Transgender men (or trans men for short) are individuals born with female reproductive organs, but who identify as male. Likewise, cisgender women were born with female reproductive organs and identify as female. Both trans men and cisgender women were born with cervixes, and wherever a cervix exists, the possibility of cervical cancer exists. Continue reading

Some Good News About Three Sexually Transmitted Viruses

Scientists are hard at work finding ways to improve your health!

With so much bad news emblazoned across headlines in every newspaper you look at, the world might seem like a gloomy place. So let’s take one depressing subject — disease — and peel away the sad outer layer to find silver linings of optimism.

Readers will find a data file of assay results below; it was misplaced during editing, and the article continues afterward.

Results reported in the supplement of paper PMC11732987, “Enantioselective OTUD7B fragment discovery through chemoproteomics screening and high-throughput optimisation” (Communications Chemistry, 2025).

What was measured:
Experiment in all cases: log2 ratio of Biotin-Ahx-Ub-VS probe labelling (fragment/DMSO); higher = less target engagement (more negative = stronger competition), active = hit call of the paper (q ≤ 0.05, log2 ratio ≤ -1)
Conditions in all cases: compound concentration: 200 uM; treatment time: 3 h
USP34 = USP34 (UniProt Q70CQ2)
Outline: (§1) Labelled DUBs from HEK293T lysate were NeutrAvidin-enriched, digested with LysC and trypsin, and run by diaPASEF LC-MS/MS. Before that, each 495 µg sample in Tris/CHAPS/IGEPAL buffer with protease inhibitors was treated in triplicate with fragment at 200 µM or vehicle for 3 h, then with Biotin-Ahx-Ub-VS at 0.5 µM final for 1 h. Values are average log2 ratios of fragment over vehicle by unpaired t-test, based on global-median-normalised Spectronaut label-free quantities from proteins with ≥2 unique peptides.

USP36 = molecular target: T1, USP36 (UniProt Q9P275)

When it comes to infections, a lot of us blame one thing: germs, also known as “bugs” — “pathogens” if we’re fancy. Some people might not think of infectious diseases as being that big of a deal — after a round of antibiotics, you’ll be on the mend. Unfortunately, antibiotics only work for bacteria, but a lot of diseases are caused by other types of germs — for which antibiotics are no match. One type of germ is called a virus, and they can’t be cured. Sometimes they can be prevented with vaccines or treated with drugs. For example, the major strains of human papillomavirus (HPV) can be prevented with a vaccine called Gardasil, herpes simplex virus can be suppressed with antiviral drugs, and HIV can be controlled with antiretroviral drugs — but none of these infections can be cured. HPV is usually defeated by the immune system, but herpes and HIV are with you for life.